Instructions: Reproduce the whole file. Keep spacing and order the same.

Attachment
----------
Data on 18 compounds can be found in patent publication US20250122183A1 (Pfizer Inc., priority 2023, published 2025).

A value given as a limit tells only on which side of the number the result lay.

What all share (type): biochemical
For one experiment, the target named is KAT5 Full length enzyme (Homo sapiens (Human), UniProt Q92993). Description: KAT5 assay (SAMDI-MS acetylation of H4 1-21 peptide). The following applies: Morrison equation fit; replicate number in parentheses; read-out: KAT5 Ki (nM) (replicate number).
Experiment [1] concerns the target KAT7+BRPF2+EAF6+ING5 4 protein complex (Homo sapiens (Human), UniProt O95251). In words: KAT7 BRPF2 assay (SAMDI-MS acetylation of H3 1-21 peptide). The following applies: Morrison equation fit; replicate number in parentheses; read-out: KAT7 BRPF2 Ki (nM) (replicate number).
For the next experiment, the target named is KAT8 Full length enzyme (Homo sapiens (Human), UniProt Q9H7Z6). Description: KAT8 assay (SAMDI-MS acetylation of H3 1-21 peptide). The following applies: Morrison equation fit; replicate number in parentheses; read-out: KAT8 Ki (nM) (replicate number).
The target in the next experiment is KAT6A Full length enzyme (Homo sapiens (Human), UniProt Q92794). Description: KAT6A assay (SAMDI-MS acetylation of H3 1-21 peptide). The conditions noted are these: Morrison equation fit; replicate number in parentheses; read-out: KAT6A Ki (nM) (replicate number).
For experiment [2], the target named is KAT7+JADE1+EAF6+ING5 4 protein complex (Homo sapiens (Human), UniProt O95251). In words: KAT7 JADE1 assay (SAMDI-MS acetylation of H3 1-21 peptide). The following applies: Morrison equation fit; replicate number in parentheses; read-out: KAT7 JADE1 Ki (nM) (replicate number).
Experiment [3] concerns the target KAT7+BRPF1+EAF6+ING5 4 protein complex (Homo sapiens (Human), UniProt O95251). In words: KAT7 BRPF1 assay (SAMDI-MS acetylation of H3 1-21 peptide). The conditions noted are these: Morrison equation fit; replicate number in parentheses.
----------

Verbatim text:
Data on 18 compounds can be found in patent publication US20250122183A1 (Pfizer Inc., priority 2023, published 2025).

A value given as a limit tells only on which side of the number the result lay.

What all share (type): biochemical
For one experiment, the target named is KAT5 Full length enzyme (Homo sapiens (Human), UniProt Q92993). Description: KAT5 assay (SAMDI-MS acetylation of H4 1-21 peptide). The following applies: Morrison equation fit; replicate number in parentheses; read-out: KAT5 Ki (nM) (replicate number).
Experiment [1] concerns the target KAT7+BRPF2+EAF6+ING5 4 protein complex (Homo sapiens (Human), UniProt O95251). In words: KAT7 BRPF2 assay (SAMDI-MS acetylation of H3 1-21 peptide). The following applies: Morrison equation fit; replicate number in parentheses; read-out: KAT7 BRPF2 Ki (nM) (replicate number).
For the next experiment, the target named is KAT8 Full length enzyme (Homo sapiens (Human), UniProt Q9H7Z6). Description: KAT8 assay (SAMDI-MS acetylation of H3 1-21 peptide). The following applies: Morrison equation fit; replicate number in parentheses; read-out: KAT8 Ki (nM) (replicate number).
The target in the next experiment is KAT6A Full length enzyme (Homo sapiens (Human), UniProt Q92794). Description: KAT6A assay (SAMDI-MS acetylation of H3 1-21 peptide). The conditions noted are these: Morrison equation fit; replicate number in parentheses; read-out: KAT6A Ki (nM) (replicate number).
For experiment [2], the target named is KAT7+JADE1+EAF6+ING5 4 protein complex (Homo sapiens (Human), UniProt O95251). In words: KAT7 JADE1 assay (SAMDI-MS acetylation of H3 1-21 peptide). The following applies: Morrison equation fit; replicate number in parentheses; read-out: KAT7 JADE1 Ki (nM) (replicate number).
Experiment [3] concerns the target KAT7+BRPF1+EAF6+ING5 4 protein complex (Homo sapiens (Human), UniProt O95251). In words: KAT7 BRPF1 assay (SAMDI-MS acetylation of H3 1-21 peptide). The conditions noted are these: Morrison equation fit; replicate number in parentheses.